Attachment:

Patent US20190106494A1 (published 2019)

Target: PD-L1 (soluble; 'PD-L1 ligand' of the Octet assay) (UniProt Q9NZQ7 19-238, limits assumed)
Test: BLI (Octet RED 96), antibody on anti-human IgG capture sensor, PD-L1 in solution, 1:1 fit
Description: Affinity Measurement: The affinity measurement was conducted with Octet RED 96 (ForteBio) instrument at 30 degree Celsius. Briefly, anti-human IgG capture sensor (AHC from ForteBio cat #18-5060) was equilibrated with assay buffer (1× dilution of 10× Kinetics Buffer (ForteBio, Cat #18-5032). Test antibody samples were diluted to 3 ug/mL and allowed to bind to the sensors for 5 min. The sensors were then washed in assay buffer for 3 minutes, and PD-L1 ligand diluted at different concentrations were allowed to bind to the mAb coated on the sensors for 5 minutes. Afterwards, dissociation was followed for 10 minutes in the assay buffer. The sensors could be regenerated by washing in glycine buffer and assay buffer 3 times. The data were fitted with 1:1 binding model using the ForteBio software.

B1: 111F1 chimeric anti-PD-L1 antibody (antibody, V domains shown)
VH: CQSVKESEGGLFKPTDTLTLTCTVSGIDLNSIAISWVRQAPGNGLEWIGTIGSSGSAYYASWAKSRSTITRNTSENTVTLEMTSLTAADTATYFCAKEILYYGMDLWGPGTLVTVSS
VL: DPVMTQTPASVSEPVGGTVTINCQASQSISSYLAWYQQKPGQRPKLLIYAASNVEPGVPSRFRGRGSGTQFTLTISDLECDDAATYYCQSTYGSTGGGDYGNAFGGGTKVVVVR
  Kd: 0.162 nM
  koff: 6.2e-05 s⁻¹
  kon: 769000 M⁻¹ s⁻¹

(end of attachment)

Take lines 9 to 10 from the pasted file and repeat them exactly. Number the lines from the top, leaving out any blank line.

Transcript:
  koff: 6.2e-05 s⁻¹
  kon: 769000 M⁻¹ s⁻¹